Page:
Maritime Law: Carriage of Goods by Sea Act Fundamentals

Pratt's Energy Law Report

The author discusses the key differences between the Carriage of Goods by Sea Act (“COGSA”), which defines the basic relationship between ocean carrier and cargo owner, and the Harter Act, which governs certain transactions that COGSA does not.

The Carriage of Goods by Sea Act (“COGSA”) defines the basic relationship—duties, liabilities, rights, and immunities—between ocean carrier and cargo owner. COGSA was passed in the United States in 1936 and its enactment was the result of various concerns by Congress. In the early nineteenth century, carriers were strictly liable for cargo damage, with only few limited exceptions to liability for an act of God, public enemies, and inherent vices. By the second half of the nineteenth century, carriers began issuing bills of lading containing exculpatory clauses that sought to reduce or eliminate a carrier’s liability altogether.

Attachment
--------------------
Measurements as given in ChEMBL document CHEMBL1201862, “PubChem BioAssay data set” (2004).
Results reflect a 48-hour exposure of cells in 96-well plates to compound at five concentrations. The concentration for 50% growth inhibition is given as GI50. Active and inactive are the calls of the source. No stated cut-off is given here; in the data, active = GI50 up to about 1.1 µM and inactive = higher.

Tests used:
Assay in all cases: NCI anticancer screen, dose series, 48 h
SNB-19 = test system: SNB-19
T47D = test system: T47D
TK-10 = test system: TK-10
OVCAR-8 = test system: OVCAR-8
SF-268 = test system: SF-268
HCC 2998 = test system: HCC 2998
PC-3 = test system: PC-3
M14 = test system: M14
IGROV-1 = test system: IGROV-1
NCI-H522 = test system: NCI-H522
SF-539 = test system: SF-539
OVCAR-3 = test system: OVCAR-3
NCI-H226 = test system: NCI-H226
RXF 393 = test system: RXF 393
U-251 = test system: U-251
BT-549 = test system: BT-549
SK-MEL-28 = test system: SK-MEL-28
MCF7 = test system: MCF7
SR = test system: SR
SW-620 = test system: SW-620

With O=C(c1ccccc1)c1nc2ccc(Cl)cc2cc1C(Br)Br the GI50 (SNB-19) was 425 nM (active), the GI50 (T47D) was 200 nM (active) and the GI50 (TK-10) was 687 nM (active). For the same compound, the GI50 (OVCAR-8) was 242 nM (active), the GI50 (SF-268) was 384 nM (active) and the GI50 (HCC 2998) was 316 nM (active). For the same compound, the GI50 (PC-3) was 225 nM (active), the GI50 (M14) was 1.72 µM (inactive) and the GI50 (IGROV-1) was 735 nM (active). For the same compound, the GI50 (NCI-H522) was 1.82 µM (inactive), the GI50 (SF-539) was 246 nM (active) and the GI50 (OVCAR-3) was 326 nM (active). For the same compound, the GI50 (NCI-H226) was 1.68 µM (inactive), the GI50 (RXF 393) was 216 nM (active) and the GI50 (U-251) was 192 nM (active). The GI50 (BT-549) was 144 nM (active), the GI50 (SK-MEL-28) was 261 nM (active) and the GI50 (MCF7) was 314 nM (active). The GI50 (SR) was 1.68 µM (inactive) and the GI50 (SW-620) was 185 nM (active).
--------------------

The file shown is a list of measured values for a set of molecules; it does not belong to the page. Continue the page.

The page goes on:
Therefore, a compromise occurred in 1893 when Congress enacted the Harter Act, which sought to achieve uniformity in the rules of liability applied in international shipping and to strike a balance between carriers’ efforts to reduce liability and cargo owners’ efforts to impose liability regardless of fault. The Harter Act allowed carriers who furnished a seaworthy vessel and exercised due care with the cargo to be exempt from most liability. Currently, the Harter Act has not been repealed and does govern certain transactions where COGSA does not. Below is a detailed exploration of the key differences between the Harter Act and COGSA.

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“Maritime Law: Carriage of Goods by Sea Act Fundamentals,” by Vanessa C. DiDomenico was published in the April 2022 edition of Pratt’s Energy Law Report (Volume 22, Number 4), an A.S. Pratt Publication, LexisNexis. Reprinted with permission.

This article was first published in MAINBRACE: December 2021, Blank Rome's quarterly maritime newsletter.